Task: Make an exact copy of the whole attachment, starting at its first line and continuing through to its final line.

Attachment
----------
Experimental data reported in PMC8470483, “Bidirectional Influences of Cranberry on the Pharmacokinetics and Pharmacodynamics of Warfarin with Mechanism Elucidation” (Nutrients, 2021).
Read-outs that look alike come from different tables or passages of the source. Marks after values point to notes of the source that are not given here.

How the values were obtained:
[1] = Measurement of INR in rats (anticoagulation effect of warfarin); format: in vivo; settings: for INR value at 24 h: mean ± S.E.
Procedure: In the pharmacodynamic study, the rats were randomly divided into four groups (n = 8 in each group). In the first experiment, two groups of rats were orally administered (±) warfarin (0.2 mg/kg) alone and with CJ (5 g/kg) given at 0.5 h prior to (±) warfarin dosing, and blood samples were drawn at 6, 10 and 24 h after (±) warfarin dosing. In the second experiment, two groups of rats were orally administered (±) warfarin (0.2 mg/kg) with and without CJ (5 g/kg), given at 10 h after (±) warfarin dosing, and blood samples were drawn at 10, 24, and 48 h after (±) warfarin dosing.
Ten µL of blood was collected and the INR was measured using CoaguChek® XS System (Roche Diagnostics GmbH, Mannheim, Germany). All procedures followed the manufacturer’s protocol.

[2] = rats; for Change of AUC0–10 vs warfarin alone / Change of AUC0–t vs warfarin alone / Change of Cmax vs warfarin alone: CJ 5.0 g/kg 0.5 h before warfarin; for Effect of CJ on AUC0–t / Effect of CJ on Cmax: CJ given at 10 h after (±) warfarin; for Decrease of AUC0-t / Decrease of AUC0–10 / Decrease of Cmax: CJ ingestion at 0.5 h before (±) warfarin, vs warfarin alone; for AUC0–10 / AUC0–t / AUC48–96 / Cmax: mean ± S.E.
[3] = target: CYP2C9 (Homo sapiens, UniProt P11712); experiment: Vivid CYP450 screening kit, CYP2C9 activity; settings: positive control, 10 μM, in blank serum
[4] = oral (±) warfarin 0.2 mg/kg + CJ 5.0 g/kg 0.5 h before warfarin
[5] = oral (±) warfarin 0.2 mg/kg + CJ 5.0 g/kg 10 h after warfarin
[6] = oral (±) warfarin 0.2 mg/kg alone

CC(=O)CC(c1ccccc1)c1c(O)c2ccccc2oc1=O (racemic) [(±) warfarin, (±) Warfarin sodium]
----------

Experimental data reported in PMC8470483, “Bidirectional Influences of Cranberry on the Pharmacokinetics and Pharmacodynamics of Warfarin with Mechanism Elucidation” (Nutrients, 2021).
Read-outs that look alike come from different tables or passages of the source. Marks after values point to notes of the source that are not given here.

How the values were obtained:
[1] = Measurement of INR in rats (anticoagulation effect of warfarin); format: in vivo; settings: for INR value at 24 h: mean ± S.E.
Procedure: In the pharmacodynamic study, the rats were randomly divided into four groups (n = 8 in each group). In the first experiment, two groups of rats were orally administered (±) warfarin (0.2 mg/kg) alone and with CJ (5 g/kg) given at 0.5 h prior to (±) warfarin dosing, and blood samples were drawn at 6, 10 and 24 h after (±) warfarin dosing. In the second experiment, two groups of rats were orally administered (±) warfarin (0.2 mg/kg) with and without CJ (5 g/kg), given at 10 h after (±) warfarin dosing, and blood samples were drawn at 10, 24, and 48 h after (±) warfarin dosing.
Ten µL of blood was collected and the INR was measured using CoaguChek® XS System (Roche Diagnostics GmbH, Mannheim, Germany). All procedures followed the manufacturer’s protocol.

[2] = rats; for Change of AUC0–10 vs warfarin alone / Change of AUC0–t vs warfarin alone / Change of Cmax vs warfarin alone: CJ 5.0 g/kg 0.5 h before warfarin; for Effect of CJ on AUC0–t / Effect of CJ on Cmax: CJ given at 10 h after (±) warfarin; for Decrease of AUC0-t / Decrease of AUC0–10 / Decrease of Cmax: CJ ingestion at 0.5 h before (±) warfarin, vs warfarin alone; for AUC0–10 / AUC0–t / AUC48–96 / Cmax: mean ± S.E.
[3] = target: CYP2C9 (Homo sapiens, UniProt P11712); experiment: Vivid CYP450 screening kit, CYP2C9 activity; settings: positive control, 10 μM, in blank serum
[4] = oral (±) warfarin 0.2 mg/kg + CJ 5.0 g/kg 0.5 h before warfarin
[5] = oral (±) warfarin 0.2 mg/kg + CJ 5.0 g/kg 10 h after warfarin
[6] = oral (±) warfarin 0.2 mg/kg alone

CC(=O)CC(c1ccccc1)c1c(O)c2ccccc2oc1=O (racemic) [(±) warfarin, (±) Warfarin sodium]